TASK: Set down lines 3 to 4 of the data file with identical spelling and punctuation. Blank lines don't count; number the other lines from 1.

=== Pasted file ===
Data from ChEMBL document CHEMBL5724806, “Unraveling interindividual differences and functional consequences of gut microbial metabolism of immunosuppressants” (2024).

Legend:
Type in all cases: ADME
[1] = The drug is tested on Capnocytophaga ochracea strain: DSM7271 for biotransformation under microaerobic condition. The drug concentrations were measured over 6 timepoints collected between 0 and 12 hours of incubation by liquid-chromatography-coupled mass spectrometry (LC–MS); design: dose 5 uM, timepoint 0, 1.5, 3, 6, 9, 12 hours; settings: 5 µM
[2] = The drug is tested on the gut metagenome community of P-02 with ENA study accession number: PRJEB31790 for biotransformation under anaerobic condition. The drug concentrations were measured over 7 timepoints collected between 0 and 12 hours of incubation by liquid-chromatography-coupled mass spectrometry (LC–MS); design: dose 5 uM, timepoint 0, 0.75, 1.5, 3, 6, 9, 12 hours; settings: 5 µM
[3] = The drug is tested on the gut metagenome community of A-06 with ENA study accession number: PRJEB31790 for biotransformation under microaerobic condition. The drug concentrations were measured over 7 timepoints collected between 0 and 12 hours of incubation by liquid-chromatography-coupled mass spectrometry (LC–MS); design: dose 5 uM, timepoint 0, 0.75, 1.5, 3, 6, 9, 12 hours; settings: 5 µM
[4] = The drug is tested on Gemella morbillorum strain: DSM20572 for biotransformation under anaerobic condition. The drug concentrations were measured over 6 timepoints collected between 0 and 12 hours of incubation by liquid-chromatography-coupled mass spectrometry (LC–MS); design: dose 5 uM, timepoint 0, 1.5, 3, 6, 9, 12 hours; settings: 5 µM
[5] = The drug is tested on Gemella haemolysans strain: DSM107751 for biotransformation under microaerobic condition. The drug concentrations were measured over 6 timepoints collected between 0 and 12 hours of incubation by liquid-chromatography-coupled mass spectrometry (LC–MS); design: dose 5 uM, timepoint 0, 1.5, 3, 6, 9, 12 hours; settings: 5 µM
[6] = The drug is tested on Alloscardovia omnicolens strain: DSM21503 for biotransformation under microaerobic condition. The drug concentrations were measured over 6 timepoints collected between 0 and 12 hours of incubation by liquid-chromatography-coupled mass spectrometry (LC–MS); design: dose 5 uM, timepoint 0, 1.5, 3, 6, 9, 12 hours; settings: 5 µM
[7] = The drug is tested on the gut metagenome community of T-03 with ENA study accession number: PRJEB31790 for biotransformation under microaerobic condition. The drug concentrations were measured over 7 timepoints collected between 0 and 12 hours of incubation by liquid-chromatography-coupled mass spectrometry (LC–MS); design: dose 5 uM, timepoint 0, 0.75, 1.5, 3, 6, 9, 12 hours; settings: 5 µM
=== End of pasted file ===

Type in all cases: ADME
[1] = The drug is tested on Capnocytophaga ochracea strain: DSM7271 for biotransformation under microaerobic condition. The drug concentrations were measured over 6 timepoints collected between 0 and 12 hours of incubation by liquid-chromatography-coupled mass spectrometry (LC–MS); design: dose 5 uM, timepoint 0, 1.5, 3, 6, 9, 12 hours; settings: 5 µM